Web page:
From left to right: Mary Chaworth (Lady Armine), Patricius, 3rd Viscount Chaworth, died 1694, Elizabeth Chaworth (Lady Byron).

After this we have no knowledge of the Chaworth family's movements till the marriage of PATRICIUS, 3rd VISCOUNT CHAWORTH, in 1653, to Lady Grace Manners, one of the many daughters of John, 8th Earl of Rutland. The original marriage settlements are still in existence, signed by the bride and bridegroom, the latter being only eighteen years old at the time. Besides the picture of him by Fuller with his sisters, there is another at Annesley in Restoration dress, a genial-looking man, wearing his own long hair, and another at Belvoir. It may be mentioned here that an engraving by Van Gunst exists from a picture by Van Dyck, which latter was, unfortunately, burnt in the fire at Belvoir in 1818; it is named "Patricius, Viscount Chaworth," but this is evidently a mistake for John, as Van Dyck died in 1641, in the childhood of Patricius, and the engraving represents a man of middle age in the dress of Charles I. time. It may not be too fanciful to suppose that it was painted in London in 1638, when John Chaworth presented his father's petition to the King against being made High Sheriff, as we have seen above.

It was probably during the minority of Patricius, the 3rd Viscount, that his house at Wiverton was "slighted" by Cromwell's orders.1 It was entirely pulled down, excepting the gatehouse, which contained two stories over the entrance archway, and is still standing (1905) in good repair, having been incorporated into the modern house. There was a chapel in the original building dedicated to St. Laurence, and a skeleton was dug up in 1888, on the east side of the gatehouse, which may indicate the site of the chapel, but this is mere conjecture.

Lord and Lady Chaworth lived at Annesley after their marriage, and in all probability built the brick and stone terrace there, which has "P.C." in raised letters on a central urn. The drawing room too is panelled in the taste of the Restoration, and on the black marble of the high chimney-piece are scratched some lines of poetry dated Christmas Day, 1669, and signed "Poor Chaworth." The marriage of Patricius and Lady Grace was not a happy one, and many letters are in the Duke of Rutland's collection on the subject of their quarrels.

Under date June 21st, 1658, when the young couple had been married five years, Jeremy Taylor, the great divine, writes from Annesley to the Countess of Rutland, Lady Chaworth's mother, "I have performed thus much of my journey and am at Annesley in my attendance upon your excellent daughter.....Madam, I did according to your Ladyship's commands discourse with my Lady Chaworth.....I find what I ought to have expected, nothing but recognition and acknowledgement of your greatest tenderness, wisdom and affection to her : and for anything that can concern the estate of her own affairs in relation to my Lord Chaworth all things are so well, and he so very loving, and my Lady so perfectly satisfied with his worthy comport towards her, that she really believes herself a very happy person, and is confident it will every day increase. And therefore I humbly conceive that if ever you have noted or heard of any overtures of unkindness between them, your honour will think it fit to take no notice of it, for nothing is so great a security to love as never to remember any unkindness."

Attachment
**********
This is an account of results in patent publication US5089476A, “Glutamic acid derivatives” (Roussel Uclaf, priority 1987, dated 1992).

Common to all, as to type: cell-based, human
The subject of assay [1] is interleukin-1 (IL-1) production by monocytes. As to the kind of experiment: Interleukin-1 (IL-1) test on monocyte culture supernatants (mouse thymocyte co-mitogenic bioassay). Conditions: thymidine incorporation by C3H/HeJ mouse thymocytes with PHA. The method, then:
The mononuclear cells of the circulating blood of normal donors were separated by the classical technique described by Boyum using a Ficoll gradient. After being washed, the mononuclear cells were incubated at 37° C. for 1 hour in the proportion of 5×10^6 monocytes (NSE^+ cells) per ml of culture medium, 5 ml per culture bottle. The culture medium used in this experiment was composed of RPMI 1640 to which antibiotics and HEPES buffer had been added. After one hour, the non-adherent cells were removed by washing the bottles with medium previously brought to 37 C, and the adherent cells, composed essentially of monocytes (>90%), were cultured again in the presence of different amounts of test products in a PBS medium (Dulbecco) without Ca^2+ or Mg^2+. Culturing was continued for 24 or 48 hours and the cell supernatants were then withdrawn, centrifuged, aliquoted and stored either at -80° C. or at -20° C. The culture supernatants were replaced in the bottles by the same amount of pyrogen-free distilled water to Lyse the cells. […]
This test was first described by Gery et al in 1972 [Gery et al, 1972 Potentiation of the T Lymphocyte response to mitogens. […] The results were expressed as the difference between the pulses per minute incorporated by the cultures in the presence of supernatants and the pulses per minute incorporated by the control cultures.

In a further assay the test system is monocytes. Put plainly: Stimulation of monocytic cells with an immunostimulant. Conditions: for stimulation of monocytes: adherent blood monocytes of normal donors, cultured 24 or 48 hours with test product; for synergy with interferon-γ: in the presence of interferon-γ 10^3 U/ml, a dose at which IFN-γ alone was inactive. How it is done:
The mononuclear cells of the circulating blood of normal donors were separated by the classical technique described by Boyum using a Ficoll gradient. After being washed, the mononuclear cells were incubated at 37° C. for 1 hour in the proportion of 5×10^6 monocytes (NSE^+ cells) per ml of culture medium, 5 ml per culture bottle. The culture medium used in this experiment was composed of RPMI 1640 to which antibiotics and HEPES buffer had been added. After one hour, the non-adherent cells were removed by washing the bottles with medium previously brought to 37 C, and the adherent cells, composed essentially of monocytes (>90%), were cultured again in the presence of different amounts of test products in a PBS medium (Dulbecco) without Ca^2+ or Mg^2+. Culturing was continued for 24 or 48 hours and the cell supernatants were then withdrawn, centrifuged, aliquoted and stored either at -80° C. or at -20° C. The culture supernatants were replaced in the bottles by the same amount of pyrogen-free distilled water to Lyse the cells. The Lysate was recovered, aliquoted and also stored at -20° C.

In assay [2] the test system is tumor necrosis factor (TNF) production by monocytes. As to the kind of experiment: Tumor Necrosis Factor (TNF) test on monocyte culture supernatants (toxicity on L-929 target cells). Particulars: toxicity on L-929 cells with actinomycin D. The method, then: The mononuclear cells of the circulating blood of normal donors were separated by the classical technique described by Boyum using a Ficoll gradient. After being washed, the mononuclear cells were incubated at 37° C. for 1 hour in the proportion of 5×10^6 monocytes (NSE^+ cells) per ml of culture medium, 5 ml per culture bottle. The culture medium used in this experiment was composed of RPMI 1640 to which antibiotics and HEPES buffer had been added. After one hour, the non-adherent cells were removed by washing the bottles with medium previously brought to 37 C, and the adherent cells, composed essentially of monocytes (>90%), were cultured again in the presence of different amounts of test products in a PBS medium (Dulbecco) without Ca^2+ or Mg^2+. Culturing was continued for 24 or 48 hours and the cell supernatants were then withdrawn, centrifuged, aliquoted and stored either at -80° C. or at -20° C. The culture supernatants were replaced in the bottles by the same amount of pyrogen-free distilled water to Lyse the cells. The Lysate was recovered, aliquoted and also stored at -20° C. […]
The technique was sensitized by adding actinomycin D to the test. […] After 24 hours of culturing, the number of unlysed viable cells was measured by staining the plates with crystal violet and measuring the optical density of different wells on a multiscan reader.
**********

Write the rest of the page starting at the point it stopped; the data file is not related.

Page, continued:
In spite of these optimistic views, things did not go smoothly between Lord and Lady Chaworth, though the husband seems to have stood up in defence of his wife's character. An enclosure in a letter to her father, Lord Rutland, dated "Brooke, August 3rd, 1668," is as follows: "To Mr. Allsop. I do hear from good hands, that you should report, that I should speak very ill-favoured things to you at London concerning my wife which I do and will maintain is a dam'd lye. If you said any such thing I would advise you to eat your words immediately, else— by the living God—I'll cram them down your throat with my sword, and that very shortly. If you love yourself, set your hand to the enclosed, else take what follows. So I remain, to serve you—Chaworth."

The following year he sends his mother-in-law, Lady Rutland, "a small taste of a white wild ox from Annesley Park killed by my own hand. I have heard my Lord of Rutland say they were originally his at Beskwood Park."

It was at Christmas of this year, 1669, that the verses mentioned were written by Lord Chaworth on a chimney-piece at Annesley. His wife had left him to live in London, and he seems to have consoled himself by a romantic affection for his first cousin, Juliana, daughter of Sir Erasmus de la Fountaine, of Kirby Belers, Leicestershire. The lines run as follows:—

"Alas, I find my poor heart will prove
Too small a vessel for o'erflowing love,
Which makes me wish thine eyes so bright had never shinde,
Or that thou had'st bin from thy cradle blinde.—Poor Chaworth."

"Juliana de la Pountaine
Is more worth than a gould mountaine.
The name above
Is her you love.—Chaworth."

Whether this lady was the mother of the son to whom Lord Chaworth left all his property, we have no knowledge. She eventually married Sir John Tracy, of Stanway.

In the Belvoir papers a letter is given from Lord Chaworth to his wife, Lady Chaworth, at Lord Roos' (her brother's) house in Great Queen Street, dated June, 1670, requesting her to come to him, and offering to "receive her with respect and affection," but her letters to her brother continue to be written from London, so that probably this was the last effort at reconciliation."2

The only legitimate child, Juliana Chaworth, married Lord Meath, but is not mentioned in her father's will, and all his landed property passed, at his death in 1694, to his son, PATRICIUS CHAWORTH, then at Cambridge and aged twenty-one.

Lady Grace, after her long-forsaken husband's death, married Sir William Langhorne, and died in 1700.